Just how corrupt can the government’s case against Backpage get? First, prosecutors tried to have the defendants’ longtime lawyers disqualified on dubious grounds (a judge said no). Then, they turned over to the defense secret memos that contradict their claims—and could help clear defendants of the charges in question—but the court ruled these memos inadmissible since the government hadn’t meant to let anyone see them. In addition, authorities seized from former staff assets that had nothing to do with the now-defunct classified advertising website, leaving them struggling to pay for lawyers to defend them against charges of facilitating prostitution and money laundering in the face of repeated trial postponements.
Now, the judge on the Backpage case is refusing to recuse herself despite a very clear conflict of interest.
Assigned to the case is U.S. District Judge Susan M. Brnovich—wife of Arizona Attorney General (A.G.) Mark Brnovich, who has repeatedly made public and prejudicial statements related to the case.
As one example, the defense points to a booklet put out by Brnovich and his office called “Human Trafficking: Arizona’s Not Buying It.” The booklet—published two months after the April 2018 arrest of Backpage founders Michael Lacey and James Larkin and others associated with the site—asserts that online ads and social media are the primary facilitators of child sex trafficking and specifically call out Backpage as a guilty party. It contains unfounded statistics about both sex trafficking and child abuse generally and Backpage specifically, while copiously citing and promoting groups whose leaders are on the U.S. government’s witness list against Backpage.
Brnovich’s website, webinars, and social media accounts also cite these government witness groups approvingly and make statements similar to those in the booklet. Currently, under the webinar section of his website, a presentation titled “human trafficking for parents” states that “Backpage.com is where the vast majority of all advertisements were posted for sex trafficking.”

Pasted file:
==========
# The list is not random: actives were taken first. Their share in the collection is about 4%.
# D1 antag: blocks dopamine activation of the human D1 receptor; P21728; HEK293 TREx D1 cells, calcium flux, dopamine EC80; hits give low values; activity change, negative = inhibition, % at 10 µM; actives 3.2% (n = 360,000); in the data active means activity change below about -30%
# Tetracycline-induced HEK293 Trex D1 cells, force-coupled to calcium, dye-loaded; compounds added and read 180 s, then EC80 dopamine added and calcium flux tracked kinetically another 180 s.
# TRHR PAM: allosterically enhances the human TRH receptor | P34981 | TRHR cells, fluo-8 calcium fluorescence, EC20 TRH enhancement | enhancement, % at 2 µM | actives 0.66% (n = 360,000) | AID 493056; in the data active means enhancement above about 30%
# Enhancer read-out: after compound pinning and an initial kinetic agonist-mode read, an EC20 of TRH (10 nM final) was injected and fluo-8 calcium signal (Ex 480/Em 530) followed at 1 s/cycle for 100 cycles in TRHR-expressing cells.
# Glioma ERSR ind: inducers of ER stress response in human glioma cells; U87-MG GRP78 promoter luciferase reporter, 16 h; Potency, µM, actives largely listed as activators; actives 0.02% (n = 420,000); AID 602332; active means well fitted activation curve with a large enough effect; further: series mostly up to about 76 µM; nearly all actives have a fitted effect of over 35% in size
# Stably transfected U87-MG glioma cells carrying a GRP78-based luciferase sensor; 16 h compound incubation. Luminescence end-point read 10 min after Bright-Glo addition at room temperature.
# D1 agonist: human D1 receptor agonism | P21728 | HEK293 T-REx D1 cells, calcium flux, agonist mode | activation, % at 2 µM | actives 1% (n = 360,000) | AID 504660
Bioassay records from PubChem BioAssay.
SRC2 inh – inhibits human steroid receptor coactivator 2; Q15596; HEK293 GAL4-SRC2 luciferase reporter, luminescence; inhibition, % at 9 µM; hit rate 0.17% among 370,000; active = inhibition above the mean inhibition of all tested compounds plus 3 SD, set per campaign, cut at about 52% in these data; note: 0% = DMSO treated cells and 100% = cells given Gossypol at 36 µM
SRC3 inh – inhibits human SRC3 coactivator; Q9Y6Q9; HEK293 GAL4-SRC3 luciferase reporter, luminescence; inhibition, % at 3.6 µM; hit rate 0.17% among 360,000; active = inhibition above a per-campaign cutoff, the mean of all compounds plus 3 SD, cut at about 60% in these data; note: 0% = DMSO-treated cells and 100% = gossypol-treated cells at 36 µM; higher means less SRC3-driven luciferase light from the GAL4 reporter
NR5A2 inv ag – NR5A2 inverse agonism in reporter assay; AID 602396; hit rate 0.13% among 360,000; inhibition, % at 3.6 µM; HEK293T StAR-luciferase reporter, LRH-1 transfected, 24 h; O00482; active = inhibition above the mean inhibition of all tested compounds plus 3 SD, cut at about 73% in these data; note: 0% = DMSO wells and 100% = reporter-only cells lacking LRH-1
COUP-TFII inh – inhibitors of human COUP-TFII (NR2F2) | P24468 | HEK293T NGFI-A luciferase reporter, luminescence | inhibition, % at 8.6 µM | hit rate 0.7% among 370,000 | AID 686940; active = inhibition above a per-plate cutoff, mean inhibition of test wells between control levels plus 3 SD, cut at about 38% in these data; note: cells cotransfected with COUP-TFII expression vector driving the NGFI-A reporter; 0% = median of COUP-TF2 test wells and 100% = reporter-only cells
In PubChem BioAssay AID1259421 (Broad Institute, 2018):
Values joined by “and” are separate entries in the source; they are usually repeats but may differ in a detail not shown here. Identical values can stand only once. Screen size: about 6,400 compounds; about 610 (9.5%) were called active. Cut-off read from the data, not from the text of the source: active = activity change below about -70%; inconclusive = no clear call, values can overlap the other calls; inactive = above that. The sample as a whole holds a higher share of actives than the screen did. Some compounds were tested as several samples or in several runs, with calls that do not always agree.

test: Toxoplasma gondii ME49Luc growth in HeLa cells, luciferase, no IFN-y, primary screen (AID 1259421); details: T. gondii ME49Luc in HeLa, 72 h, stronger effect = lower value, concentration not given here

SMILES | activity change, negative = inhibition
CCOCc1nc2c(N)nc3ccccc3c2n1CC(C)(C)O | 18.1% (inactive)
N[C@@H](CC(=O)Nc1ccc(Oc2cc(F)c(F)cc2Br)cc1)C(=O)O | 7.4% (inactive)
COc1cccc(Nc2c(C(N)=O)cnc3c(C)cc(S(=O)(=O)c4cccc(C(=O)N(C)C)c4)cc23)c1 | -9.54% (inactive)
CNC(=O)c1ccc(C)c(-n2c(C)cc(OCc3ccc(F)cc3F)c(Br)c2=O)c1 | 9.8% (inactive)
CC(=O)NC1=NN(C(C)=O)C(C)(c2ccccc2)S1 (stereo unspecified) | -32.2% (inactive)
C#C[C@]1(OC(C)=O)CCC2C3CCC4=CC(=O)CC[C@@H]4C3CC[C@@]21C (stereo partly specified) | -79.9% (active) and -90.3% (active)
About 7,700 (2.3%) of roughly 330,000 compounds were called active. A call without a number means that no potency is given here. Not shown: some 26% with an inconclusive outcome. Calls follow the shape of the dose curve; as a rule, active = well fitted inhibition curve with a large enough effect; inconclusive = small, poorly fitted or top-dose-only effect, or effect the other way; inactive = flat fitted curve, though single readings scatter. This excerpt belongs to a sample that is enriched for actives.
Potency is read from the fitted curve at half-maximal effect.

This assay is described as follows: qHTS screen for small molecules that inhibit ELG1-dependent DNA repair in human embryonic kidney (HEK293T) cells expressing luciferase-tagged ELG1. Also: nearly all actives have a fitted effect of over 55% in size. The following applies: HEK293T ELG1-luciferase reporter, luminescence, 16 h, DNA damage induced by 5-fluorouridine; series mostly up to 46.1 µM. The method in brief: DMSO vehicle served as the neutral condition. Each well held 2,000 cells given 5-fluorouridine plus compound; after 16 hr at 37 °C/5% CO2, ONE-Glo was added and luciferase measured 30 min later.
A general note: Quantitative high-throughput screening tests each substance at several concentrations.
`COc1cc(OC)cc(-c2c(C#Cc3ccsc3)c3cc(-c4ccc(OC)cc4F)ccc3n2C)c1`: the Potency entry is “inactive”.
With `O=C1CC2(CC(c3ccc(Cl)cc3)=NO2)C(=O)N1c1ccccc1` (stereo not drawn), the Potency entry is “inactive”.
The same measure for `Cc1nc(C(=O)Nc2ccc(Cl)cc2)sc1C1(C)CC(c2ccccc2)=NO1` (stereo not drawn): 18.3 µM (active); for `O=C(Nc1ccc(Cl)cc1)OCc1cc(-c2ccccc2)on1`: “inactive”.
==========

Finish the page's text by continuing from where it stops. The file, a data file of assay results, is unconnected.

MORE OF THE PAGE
In 2017, Brnovich signed on to a letter calling for Congress to change or abolish Section 230 of federal communications law so he and other state attorneys general could sue Backpage and other websites that run third-party content they don’t like. In it, Brnovich and the other attorneys general assert directly that Backpage is guilty of promoting child sex trafficking.
“Defendants are entitled to a case presided over by a judge whose impartiality cannot be reasonably questioned,” their September 23 motion for recusal states. “Defendants move Judge Brnovich to recuse herself from this matter on the grounds that…her spouse has interests that could be substantially affected by the outcome of this proceeding” and “her spouse’s interests, and public statements and actions, create an appearance of partiality.”
Both things are grounds for recusal under U.S. law.
“In my opinion, the court has a duty…to recuse,” wrote retired federal judge Vaughn R Walker in a statement to the court. Brnovich “has expressly targeted an entity with which these defendants are identified. This makes it impossible to dissociate the views of the Attorney General from the issues in this case,” stated Walker.
The trial—now slated for April 2021—will leave defendants’ fate to a jury, but Judge Brnovich has had and will continue to have significant influence on the outcome of the case through her rulings on various motions, including a motion for acquittal and motions regarding what testimony can be included or excluded.
For Judge Brnovich to rule a certain way on these motions would be to suggest her husband is a serial liar. It’s hard not to see how that could affect her decisions.
But the government’s response motion, submitted October 7, suggests it’s ridiculous to think a judge couldn’t rule impartially just because their spouse had repeatedly accused the defendants of the conduct they’re on trial for. “In the year 2020, it is anachronistic to suggest that a federal judge with 17 years of judicial experience is unable to preside impartially because of her husband’s views,” write U.S. prosecutors.